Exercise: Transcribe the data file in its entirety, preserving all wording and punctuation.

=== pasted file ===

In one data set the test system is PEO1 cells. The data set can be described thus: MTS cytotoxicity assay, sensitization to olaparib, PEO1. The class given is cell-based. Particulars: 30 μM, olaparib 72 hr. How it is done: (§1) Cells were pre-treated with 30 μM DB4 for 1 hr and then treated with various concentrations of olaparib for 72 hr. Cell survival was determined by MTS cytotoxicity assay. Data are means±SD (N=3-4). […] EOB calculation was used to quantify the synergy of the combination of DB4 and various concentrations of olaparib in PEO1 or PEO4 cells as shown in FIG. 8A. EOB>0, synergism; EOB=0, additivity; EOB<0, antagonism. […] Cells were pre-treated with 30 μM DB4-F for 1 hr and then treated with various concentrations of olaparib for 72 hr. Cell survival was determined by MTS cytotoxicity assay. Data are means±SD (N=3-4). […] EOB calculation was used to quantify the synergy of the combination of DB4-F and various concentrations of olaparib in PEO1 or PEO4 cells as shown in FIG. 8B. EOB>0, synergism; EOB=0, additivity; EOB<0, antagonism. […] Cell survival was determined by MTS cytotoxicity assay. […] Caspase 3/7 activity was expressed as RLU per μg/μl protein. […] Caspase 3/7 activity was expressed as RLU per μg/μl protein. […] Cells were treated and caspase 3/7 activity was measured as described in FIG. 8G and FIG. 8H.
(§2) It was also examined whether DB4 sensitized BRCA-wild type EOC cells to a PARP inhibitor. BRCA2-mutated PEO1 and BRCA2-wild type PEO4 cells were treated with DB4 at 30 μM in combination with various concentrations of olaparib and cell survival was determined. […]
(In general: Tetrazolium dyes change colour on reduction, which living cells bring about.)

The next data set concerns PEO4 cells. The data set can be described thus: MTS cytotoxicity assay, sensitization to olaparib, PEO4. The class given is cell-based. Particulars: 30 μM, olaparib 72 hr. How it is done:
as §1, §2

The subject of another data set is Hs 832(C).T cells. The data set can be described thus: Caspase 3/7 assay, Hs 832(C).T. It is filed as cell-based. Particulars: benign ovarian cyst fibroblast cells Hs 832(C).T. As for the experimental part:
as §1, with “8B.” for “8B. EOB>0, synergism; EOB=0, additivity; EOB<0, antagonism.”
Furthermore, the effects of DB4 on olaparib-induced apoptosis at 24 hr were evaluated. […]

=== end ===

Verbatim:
In one data set the test system is PEO1 cells. The data set can be described thus: MTS cytotoxicity assay, sensitization to olaparib, PEO1. The class given is cell-based. Particulars: 30 μM, olaparib 72 hr. How it is done: (§1) Cells were pre-treated with 30 μM DB4 for 1 hr and then treated with various concentrations of olaparib for 72 hr. Cell survival was determined by MTS cytotoxicity assay. Data are means±SD (N=3-4). […] EOB calculation was used to quantify the synergy of the combination of DB4 and various concentrations of olaparib in PEO1 or PEO4 cells as shown in FIG. 8A. EOB>0, synergism; EOB=0, additivity; EOB<0, antagonism. […] Cells were pre-treated with 30 μM DB4-F for 1 hr and then treated with various concentrations of olaparib for 72 hr. Cell survival was determined by MTS cytotoxicity assay. Data are means±SD (N=3-4). […] EOB calculation was used to quantify the synergy of the combination of DB4-F and various concentrations of olaparib in PEO1 or PEO4 cells as shown in FIG. 8B. EOB>0, synergism; EOB=0, additivity; EOB<0, antagonism. […] Cell survival was determined by MTS cytotoxicity assay. […] Caspase 3/7 activity was expressed as RLU per μg/μl protein. […] Caspase 3/7 activity was expressed as RLU per μg/μl protein. […] Cells were treated and caspase 3/7 activity was measured as described in FIG. 8G and FIG. 8H.
(§2) It was also examined whether DB4 sensitized BRCA-wild type EOC cells to a PARP inhibitor. BRCA2-mutated PEO1 and BRCA2-wild type PEO4 cells were treated with DB4 at 30 μM in combination with various concentrations of olaparib and cell survival was determined. […]
(In general: Tetrazolium dyes change colour on reduction, which living cells bring about.)

The next data set concerns PEO4 cells. The data set can be described thus: MTS cytotoxicity assay, sensitization to olaparib, PEO4. The class given is cell-based. Particulars: 30 μM, olaparib 72 hr. How it is done:
as §1, §2

The subject of another data set is Hs 832(C).T cells. The data set can be described thus: Caspase 3/7 assay, Hs 832(C).T. It is filed as cell-based. Particulars: benign ovarian cyst fibroblast cells Hs 832(C).T. As for the experimental part:
as §1, with “8B.” for “8B. EOB>0, synergism; EOB=0, additivity; EOB<0, antagonism.”
Furthermore, the effects of DB4 on olaparib-induced apoptosis at 24 hr were evaluated. […]